But to their credit, they [almost] always stick with it. And time and time again they are rewarded with a surprise grasp of the language after a relatively short time.

Max is the perfect example. As he himself confesses in this short video, he had "little to no interest" in foreign language coming into my class. Now you can't shut the kid up! He's a Spanish machine, soaking up every bit of Spanish he can possibly learn.

What am I doing! I should let you hear Max tell about it himself!

Of course Max is exceptional -- he literally looks for every opportunity to increase his proficiency in Spanish. But I wish I had time to tell you all of the success stories I've seen. I WILL be back to tell you a couple more.

Announcing World to the Wise Academy!


You perhaps already know my blog, or my podcast, or maybe the cultural tours my wife Becky and I lead in the summers. In the same vein of promoting cultural intelligence, we are happy to announce World to the Wise Academy, where we will initially be offering courses on foreign language learning, and later various other aspects of cultural intelligence. Just click here to take a peek -- after you watch this video!

Facing That Foreign Language


Sometimes there are myths that take root and become really difficult to dispel. One of them is the notion that Americans -- and English speakers in general -- are simply not capable of learning a foreign language well. Oh, we all know someone who has done it with some degree of success, but most of us have bought into the idea that "that will never be me." Perhaps I'm not the best person to dispel the myth, as I happen to be one of those foreign language freaks who thrive on tackling a new language. Maybe my wife would make a better spokesperson for the cause. She doesn't consider herself particularly gifted in languages, but when she married me, she signed up for a lifetime of exposure to any number of languages. Over the years we lived in Europe, she became conversant in both French and Dutch, and to this day we use both of these in our house on a regular basis. (Especially when grandkids are not intended to understand.)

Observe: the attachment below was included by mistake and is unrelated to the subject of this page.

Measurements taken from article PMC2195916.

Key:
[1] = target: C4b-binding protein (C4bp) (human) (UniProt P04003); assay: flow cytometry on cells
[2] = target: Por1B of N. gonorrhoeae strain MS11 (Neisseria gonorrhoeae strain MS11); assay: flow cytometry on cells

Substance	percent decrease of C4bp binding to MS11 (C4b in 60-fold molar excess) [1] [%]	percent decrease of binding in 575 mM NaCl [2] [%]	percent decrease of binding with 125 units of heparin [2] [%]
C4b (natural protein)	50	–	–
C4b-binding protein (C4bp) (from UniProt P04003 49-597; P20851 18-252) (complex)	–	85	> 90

I'm in the process of finishing up a brand new online mini-course to help people who are wanting to, about to, or have to study a foreign language. And I have new fodder: I've just undertaken Arabic, using video tutorials and weekly Skype sessions with a Syrian friend in Germany whom Becky and I met last summer when we were there.

The truth is, learning a foreign language is not a super power.

Hard work, yes. But all my years of speaking and teaching languages have given me many insights into how people learn languages -- but also some fundamental elements that are missing in a lot of language methods.

Hence this mini-course. If you're considering starting a foreign language, or have already started but find yourself a wee bit discouraged, this is for you. Just leave your email address in the form below and you'll be on your way to a more successful adventure in learning to speak another language. And believe me, there is nothing more gratifying than another person understanding you when you get up the nerve to practice your new words!

Riding a Bike and Learning a Language

A student of mine recently sent me this video. Find out what riding a bike and learning a foreign language have in common:

We English speakers often have the mistaken notion that a) we're just not gifted in the area of foreign language, or b) we'll just check that off our list in high school and be done with it. The best time is to start children when they're young.

But don't let that discourage you from starting NOW, no matter how many years you've been on the planet! (Click here for some encouragement!)

Bill Gates: "I feel pretty stupid that I don't know any foreign language"


Almost all of us have lived long enough to have regrets. Some of those regrets -- like a missed opportunity way back when, or a botched relationship -- we can't always do anything about; but others can be remedied. It's actually surprising what deficiencies in our lives are within our power to correct. Learning a language is one of those. It is never too late. A person like Bill Gates obviously has the challenge of making time for an endeavor such as studying a foreign language. But in reality, all of us face exactly the same challenge: how will we prioritize our time? In this interview Gates salutes Mark Zuckerberg for having learned Mandarin Chinese well enough to hold a Q&A session in China. Remarkable indeed. But even a more cursory knowledge of another language can gain you entry into people's trust -- a commodity not always readily available.

For some practical encouragement on how to go about learning a foreign language, check out my short e-book here.